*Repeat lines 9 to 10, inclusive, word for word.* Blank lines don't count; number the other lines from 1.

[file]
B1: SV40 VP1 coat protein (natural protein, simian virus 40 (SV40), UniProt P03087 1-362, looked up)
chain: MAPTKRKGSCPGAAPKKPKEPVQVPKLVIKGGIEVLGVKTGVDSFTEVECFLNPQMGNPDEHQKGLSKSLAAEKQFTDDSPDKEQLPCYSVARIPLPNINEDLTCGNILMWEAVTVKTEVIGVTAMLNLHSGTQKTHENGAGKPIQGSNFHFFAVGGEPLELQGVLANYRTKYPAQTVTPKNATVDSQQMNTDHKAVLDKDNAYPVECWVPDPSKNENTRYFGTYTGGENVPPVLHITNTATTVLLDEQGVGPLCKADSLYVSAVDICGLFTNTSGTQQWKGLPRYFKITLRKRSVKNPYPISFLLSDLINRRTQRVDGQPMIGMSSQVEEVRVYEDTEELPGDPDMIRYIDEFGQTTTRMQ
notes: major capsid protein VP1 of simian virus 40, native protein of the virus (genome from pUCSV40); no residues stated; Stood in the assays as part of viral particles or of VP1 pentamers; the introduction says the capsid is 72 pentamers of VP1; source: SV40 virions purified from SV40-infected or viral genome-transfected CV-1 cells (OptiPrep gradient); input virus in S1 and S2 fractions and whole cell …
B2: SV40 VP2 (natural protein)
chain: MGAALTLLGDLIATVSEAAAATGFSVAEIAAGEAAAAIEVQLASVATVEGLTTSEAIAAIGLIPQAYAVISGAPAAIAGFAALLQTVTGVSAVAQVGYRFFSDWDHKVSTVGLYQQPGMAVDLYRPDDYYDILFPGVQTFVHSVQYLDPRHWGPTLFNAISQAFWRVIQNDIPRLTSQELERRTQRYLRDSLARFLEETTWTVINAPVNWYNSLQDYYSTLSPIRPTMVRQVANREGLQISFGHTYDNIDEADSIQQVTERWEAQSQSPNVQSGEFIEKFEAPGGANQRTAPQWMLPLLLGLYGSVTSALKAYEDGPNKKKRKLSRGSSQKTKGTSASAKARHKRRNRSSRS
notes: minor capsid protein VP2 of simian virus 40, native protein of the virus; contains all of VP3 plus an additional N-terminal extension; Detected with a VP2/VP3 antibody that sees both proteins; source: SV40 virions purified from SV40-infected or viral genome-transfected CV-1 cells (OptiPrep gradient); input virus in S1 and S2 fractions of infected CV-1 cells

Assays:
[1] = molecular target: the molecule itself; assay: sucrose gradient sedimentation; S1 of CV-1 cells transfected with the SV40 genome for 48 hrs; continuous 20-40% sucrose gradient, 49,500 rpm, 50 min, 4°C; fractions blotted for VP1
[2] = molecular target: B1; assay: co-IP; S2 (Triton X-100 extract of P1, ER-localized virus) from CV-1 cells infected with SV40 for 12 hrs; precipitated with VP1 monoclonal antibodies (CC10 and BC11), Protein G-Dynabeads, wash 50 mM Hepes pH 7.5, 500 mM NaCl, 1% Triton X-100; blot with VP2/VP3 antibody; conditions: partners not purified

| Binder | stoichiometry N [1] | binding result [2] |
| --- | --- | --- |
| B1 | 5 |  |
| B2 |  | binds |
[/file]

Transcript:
[2] = molecular target: B1; assay: co-IP; S2 (Triton X-100 extract of P1, ER-localized virus) from CV-1 cells infected with SV40 for 12 hrs; precipitated with VP1 monoclonal antibodies (CC10 and BC11), Protein G-Dynabeads, wash 50 mM Hepes pH 7.5, 500 mM NaCl, 1% Triton X-100; blot with VP2/VP3 antibody; conditions: partners not purified

| Binder | stoichiometry N [1] | binding result [2] |